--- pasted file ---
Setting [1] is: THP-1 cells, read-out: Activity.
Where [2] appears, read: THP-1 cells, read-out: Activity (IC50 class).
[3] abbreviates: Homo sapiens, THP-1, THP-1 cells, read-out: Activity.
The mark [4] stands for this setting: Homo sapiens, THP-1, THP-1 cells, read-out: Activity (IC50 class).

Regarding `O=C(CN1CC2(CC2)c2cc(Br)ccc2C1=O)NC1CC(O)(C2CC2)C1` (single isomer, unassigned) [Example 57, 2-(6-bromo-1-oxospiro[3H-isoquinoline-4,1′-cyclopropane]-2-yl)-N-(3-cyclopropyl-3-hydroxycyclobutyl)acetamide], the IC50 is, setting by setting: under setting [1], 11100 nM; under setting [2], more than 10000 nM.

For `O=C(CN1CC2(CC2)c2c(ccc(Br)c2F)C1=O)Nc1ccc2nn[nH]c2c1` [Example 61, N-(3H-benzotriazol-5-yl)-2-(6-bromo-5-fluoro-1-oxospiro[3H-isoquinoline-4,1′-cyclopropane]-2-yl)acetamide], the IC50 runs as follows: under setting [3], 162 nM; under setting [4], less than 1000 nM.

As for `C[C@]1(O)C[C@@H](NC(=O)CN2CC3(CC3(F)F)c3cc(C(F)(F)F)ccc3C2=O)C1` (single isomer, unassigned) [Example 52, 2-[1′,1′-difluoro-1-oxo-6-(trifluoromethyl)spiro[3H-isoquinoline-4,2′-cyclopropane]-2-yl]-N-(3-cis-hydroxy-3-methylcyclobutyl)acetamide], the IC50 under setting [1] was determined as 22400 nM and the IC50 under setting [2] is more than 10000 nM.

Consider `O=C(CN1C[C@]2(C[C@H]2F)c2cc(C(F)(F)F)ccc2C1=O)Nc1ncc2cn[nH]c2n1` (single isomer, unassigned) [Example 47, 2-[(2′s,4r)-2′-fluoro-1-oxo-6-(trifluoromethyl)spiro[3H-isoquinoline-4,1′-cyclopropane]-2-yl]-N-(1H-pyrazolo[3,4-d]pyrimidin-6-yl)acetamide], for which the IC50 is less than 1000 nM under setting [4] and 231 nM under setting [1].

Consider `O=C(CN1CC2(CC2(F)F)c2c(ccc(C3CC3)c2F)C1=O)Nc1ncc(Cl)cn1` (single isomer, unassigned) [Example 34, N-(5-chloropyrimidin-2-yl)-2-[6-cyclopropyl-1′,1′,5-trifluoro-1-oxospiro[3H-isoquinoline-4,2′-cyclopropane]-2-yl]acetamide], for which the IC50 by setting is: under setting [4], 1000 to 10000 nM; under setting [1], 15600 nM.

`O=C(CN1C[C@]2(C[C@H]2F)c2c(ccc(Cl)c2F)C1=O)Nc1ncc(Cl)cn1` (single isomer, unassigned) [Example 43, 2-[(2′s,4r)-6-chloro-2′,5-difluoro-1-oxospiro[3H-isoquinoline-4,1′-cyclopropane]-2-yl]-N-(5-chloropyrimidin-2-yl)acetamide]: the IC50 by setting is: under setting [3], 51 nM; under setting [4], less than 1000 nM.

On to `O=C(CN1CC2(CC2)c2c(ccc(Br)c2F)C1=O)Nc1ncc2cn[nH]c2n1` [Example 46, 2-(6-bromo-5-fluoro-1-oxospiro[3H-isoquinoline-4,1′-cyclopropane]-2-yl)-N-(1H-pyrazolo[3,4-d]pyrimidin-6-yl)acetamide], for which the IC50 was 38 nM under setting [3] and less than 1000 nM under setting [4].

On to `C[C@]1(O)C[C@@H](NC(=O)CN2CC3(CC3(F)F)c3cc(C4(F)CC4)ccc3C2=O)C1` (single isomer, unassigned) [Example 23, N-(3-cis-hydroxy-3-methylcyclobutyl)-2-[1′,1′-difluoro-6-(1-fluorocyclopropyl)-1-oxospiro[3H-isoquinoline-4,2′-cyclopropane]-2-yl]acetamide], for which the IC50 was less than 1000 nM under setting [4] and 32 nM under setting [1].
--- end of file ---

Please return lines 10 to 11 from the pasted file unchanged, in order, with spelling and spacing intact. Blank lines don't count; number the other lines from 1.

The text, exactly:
`O=C(CN1C[C@]2(C[C@H]2F)c2c(ccc(Cl)c2F)C1=O)Nc1ncc(Cl)cn1` (single isomer, unassigned) [Example 43, 2-[(2′s,4r)-6-chloro-2′,5-difluoro-1-oxospiro[3H-isoquinoline-4,1′-cyclopropane]-2-yl]-N-(5-chloropyrimidin-2-yl)acetamide]: the IC50 by setting is: under setting [3], 51 nM; under setting [4], less than 1000 nM.

On to `O=C(CN1CC2(CC2)c2c(ccc(Br)c2F)C1=O)Nc1ncc2cn[nH]c2n1` [Example 46, 2-(6-bromo-5-fluoro-1-oxospiro[3H-isoquinoline-4,1′-cyclopropane]-2-yl)-N-(1H-pyrazolo[3,4-d]pyrimidin-6-yl)acetamide], for which the IC50 was 38 nM under setting [3] and less than 1000 nM under setting [4].